EV Charging Infrastructure Industry: APAC will Hit 64.8% Revenue share by 2027

According to Report, the Asia Pacific EV charging infrastructure market accounted 51% revenue share in 2020 and is expected to reach 64.8% market share by 2027.

In 2020, the Asia Pacific region accounted 51% revenue share in the EV charging infrastructure market and is expected to reach 64.8% market share by 2027.

In 2020, the Europe accounted 31.2% revenue share in the market and is projected to hit 24.6% market share by 2027.

The North America region dominated 11.8% revenue share in in the 2020 and is predicted to surpass 10.7% market share by 2027.

Asia Pacific (APAC) is on the verge of a major electric vehicle revolution. Nonetheless, most forecasts place the region 3 to 4 years behind Europe in terms of EV adoption. As APAC joins the race to become a fully electric fleet, it has a once-in-a-lifetime opportunity to turn its disadvantage into an advantage.

Because the region is a blank canvas, it is a perfect location for rapid adoption and innovation. Electric vehicle technology has advanced rapidly in recent years. While Europe began with 50kW chargers that took 45 minutes to charge, today's EV charging can take as little as 15-20 minutes. APAC is fast pacing its approach to widespread EV adoption and rising into the next probable global leader in e-mobility by leapfrogging over some of that technology. Indeed, according to industry estimates, APAC will have the fastest EV growth, with nations like China already making significant progress.

Even though APAC has the advantage of learning from early adopters, there is no one-size-fits-all answer. Rather, countries that have been able to plan out a strategic strategy while adapting and innovating to their particular local competencies and cultural settings have seen excellent success in EVs. There are still a lot of concerns about things like charging protocols, which are exacerbated even more by new difficulties like the incompatibility of charging infrastructure for electric motorcycles and cars. Operating in such a tumultuous environment would unavoidably stymie our progress in e-mobility, stifling innovation and discouraging developers from investing in EV infrastructure.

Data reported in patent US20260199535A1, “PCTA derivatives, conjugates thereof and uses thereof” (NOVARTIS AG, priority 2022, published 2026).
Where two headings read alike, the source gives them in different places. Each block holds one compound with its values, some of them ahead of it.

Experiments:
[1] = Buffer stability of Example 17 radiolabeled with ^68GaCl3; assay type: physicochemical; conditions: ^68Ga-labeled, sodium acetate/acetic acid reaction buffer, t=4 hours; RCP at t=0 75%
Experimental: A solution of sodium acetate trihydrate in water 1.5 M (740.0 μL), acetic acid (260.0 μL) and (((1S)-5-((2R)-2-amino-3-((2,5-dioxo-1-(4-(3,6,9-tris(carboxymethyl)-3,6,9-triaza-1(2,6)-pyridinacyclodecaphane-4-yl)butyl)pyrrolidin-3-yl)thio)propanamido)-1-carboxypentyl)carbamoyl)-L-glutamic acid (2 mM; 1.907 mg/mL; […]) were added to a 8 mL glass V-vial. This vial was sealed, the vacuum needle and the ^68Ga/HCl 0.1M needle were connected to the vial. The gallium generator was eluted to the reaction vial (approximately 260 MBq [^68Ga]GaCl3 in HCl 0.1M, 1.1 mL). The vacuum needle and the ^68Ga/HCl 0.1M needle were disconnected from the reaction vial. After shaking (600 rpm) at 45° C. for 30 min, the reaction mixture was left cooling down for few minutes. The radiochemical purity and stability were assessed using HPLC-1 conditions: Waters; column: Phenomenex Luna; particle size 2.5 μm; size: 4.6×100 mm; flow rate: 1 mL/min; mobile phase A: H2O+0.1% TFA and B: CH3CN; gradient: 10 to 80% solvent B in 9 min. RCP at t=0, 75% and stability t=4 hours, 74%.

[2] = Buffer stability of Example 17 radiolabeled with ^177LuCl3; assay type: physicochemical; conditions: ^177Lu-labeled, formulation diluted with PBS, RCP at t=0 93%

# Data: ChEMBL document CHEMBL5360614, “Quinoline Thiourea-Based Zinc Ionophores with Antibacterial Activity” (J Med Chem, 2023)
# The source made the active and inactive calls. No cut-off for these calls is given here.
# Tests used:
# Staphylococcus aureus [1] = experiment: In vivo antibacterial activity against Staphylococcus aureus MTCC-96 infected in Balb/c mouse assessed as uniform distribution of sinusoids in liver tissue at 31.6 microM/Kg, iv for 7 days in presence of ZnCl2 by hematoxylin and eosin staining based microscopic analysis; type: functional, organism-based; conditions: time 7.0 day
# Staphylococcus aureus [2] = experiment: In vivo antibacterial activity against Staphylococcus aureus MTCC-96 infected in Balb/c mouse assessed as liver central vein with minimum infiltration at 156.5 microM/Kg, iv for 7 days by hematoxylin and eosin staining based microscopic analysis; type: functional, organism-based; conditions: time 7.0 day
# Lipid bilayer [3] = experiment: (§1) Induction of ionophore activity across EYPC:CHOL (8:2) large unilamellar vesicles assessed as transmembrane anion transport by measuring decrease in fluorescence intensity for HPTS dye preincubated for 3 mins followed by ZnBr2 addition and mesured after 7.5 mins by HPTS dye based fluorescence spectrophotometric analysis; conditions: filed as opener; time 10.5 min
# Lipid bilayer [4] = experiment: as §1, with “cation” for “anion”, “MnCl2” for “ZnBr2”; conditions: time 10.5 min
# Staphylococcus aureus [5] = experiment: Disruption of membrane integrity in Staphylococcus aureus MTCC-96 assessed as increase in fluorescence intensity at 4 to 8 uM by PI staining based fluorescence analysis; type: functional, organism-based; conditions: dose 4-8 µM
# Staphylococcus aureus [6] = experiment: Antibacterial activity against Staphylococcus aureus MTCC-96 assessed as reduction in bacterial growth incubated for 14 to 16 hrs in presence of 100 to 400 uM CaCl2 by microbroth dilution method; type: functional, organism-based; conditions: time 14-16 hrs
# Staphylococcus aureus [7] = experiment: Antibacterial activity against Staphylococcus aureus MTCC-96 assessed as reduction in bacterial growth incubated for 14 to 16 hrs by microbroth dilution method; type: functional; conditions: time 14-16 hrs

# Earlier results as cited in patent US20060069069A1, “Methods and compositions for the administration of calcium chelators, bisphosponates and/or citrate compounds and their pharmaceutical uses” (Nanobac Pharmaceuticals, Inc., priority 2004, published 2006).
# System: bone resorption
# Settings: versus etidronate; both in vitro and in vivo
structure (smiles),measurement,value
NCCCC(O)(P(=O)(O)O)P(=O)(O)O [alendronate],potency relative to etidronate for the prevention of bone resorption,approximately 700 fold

Asia Pacific electric vehicle charging infrastructure market, 2021-2027 (USD Million)

2021 - 11347.3
2022 - 15261.8
2023 - 20675.1
2024 - 28209.5
2025 - 38764.8
2026 - 53647.0
2027 - 74766.5

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China electric vehicle charging infrastructure

China already has the most electric vehicle (EV) charging stations in the world (over 1.2 million in 2019), but thanks to an infrastructure stimulus package announced by the central government in March 2020, it plans to construct roughly 600,000 more. The package is aimed at "new infrastructure," which comprises initiatives in information technology, power, and transportation, and includes $1.4 billion for EV charging infrastructure.